From1963 to '65 Robin assumed command of the 81st Tactical Fighter Wing at RAF Bentwaters. There he formed an F-101 aerobatic team, demonstrating the Voodoo's low-level performance across Europe-without official approval. Accounts vary, but if Robin truly broke regulations as a way of getting kicked out of Europe, it worked. Third Air Force wanted to court martial him but General Gabe Disosway of USAFE took pity and dispatched him to ponder his evil ways at Shaw AFB, South Carolina.

Robin later said that a rotund star wearer had intoned, "Olds, you're the kind mof Air Force officer who should be sent to Southeast Asia." As if that were a bad thing.

The Wolfpack

Robin got exactly what he wanted: command of an air-to-air fighter
wing, hunting MiGs. The disappointment of Korea drifted a dozen years astern.

Robin's arrival at Ubon, Thailand, was uncharacteristically low key. He knew from his own sources that all was not well in the 8th TFW and resolved to see it from the perspective of the FNG-the "freaking" new guy. He went through the normal in-processing routine like any other newbie, paid close attention and spoke little. By the time he reached the front office, he reckoned that he knew all he needed to.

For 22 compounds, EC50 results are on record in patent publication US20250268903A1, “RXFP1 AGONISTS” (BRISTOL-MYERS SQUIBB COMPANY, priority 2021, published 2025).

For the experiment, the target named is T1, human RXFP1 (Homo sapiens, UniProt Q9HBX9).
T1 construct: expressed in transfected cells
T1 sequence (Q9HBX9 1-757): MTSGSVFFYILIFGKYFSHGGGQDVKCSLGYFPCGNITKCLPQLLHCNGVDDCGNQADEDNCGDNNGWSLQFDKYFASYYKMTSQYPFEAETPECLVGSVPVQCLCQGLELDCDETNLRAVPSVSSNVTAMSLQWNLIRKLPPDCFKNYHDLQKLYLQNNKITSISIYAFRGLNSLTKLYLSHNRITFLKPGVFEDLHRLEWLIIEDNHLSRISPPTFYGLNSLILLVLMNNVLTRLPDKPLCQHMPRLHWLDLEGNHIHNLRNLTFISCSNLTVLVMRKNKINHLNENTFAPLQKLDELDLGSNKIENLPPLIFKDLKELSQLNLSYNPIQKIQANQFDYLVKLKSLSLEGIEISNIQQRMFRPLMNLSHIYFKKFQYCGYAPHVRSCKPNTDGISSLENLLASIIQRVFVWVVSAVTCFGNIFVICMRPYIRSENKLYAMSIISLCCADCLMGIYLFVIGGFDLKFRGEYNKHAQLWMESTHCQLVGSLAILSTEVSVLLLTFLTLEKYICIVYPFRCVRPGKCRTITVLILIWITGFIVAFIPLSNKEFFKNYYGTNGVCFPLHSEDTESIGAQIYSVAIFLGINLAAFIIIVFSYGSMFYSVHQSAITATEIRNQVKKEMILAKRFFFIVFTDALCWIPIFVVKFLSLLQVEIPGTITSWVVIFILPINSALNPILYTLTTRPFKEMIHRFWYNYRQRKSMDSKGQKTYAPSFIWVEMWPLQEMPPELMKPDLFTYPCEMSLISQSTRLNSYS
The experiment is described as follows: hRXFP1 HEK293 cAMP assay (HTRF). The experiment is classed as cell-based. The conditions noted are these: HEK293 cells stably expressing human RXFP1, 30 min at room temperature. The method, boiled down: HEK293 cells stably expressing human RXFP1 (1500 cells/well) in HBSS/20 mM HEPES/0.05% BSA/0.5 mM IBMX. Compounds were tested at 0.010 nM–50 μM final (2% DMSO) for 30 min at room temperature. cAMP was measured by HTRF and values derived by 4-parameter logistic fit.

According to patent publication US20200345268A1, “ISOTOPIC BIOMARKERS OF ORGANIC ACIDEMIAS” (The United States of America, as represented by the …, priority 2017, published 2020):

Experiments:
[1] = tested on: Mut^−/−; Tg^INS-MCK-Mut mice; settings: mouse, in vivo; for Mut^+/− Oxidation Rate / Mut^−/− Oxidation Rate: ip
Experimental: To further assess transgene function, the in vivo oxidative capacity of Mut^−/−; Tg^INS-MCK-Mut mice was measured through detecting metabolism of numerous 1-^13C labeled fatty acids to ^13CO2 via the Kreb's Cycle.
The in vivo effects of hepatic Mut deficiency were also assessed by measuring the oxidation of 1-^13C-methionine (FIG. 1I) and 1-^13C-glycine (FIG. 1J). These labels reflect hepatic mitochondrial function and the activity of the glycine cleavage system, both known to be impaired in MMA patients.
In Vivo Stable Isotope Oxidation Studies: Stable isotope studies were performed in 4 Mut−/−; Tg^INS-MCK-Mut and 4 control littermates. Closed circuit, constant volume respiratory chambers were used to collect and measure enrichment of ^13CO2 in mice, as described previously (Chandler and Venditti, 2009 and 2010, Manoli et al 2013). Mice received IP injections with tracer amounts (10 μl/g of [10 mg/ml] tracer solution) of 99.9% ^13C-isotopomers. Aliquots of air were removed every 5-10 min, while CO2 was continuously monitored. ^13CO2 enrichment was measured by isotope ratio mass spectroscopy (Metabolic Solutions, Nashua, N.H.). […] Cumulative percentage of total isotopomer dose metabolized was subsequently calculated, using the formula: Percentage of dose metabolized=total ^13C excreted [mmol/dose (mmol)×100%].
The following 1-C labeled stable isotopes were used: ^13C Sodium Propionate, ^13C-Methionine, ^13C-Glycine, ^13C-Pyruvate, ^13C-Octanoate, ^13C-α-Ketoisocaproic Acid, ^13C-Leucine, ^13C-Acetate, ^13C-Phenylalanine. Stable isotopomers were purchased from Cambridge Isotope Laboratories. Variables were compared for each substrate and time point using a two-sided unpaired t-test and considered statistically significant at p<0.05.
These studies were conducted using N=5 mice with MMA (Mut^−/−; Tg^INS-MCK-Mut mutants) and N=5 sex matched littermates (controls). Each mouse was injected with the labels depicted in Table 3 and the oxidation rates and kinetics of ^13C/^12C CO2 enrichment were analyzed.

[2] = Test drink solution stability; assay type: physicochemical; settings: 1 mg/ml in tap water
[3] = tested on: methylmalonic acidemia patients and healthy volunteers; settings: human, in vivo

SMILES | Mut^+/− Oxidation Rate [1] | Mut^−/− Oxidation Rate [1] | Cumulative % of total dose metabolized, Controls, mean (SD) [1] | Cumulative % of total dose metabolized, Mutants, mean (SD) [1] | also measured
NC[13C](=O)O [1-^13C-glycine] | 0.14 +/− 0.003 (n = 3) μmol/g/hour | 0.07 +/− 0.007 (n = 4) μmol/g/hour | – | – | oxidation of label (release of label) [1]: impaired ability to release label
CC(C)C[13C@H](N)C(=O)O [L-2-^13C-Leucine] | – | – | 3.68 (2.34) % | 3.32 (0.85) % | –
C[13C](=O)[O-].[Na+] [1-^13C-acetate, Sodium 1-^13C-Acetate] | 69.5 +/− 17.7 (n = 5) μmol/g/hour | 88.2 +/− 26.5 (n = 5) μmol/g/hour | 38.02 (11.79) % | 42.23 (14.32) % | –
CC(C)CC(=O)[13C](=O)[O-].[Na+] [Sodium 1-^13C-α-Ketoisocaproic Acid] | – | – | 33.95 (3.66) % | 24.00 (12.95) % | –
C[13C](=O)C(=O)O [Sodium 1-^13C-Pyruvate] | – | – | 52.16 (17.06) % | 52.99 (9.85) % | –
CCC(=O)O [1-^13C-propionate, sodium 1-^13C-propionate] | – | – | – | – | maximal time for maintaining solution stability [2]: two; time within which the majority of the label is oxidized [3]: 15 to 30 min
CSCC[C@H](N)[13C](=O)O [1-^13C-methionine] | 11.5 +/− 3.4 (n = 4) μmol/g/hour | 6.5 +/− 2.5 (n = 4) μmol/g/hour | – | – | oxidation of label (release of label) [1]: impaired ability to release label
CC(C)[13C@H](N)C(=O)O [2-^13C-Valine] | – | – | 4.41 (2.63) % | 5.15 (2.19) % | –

He began cleaning house.

First he cut loose the deadwood, the ticket punchers and careerists who had "sniveled some counters"-missions that counted toward completion of a tour when in fact they had not gone north. Then he began learning the way the Wolfpack did business so he could improve upon it. He stood before the Phantom crews and said, "I'm going to start here by flying Green Sixteen (tail-end Charlie) and you guys are going to teach me how. But teach me fast and teach me good, because I'm a quick learner."

Sitting in the audience was Captain Ralph Wetterhahn, a future MiG killer. Like so many other pilots and WSOs, he was energized by the new CO's press-on attitude. Years later, Wetterhahn compared Olds' arrival with that of Brigadier General Frank Savage (Gregory Peck) in Twelve O'Clock High. The old ways were not only out, they were deceased. A new regime had arisen, and the Wolfpack began showing results. Under Olds' predecessor, who seldom flew combat, the 8th had eked out a meager kill-loss ratio. Like the rest of the Air Force, it had barely broken even with Hanoi's MiGs, peaking at a 2-1 exchange rate. Under Robin, the Wolfpack shot to the top of the Southeast Asia league, bagging 18 MiGs, and when he left, the wing's kill ratio stood at 4-1.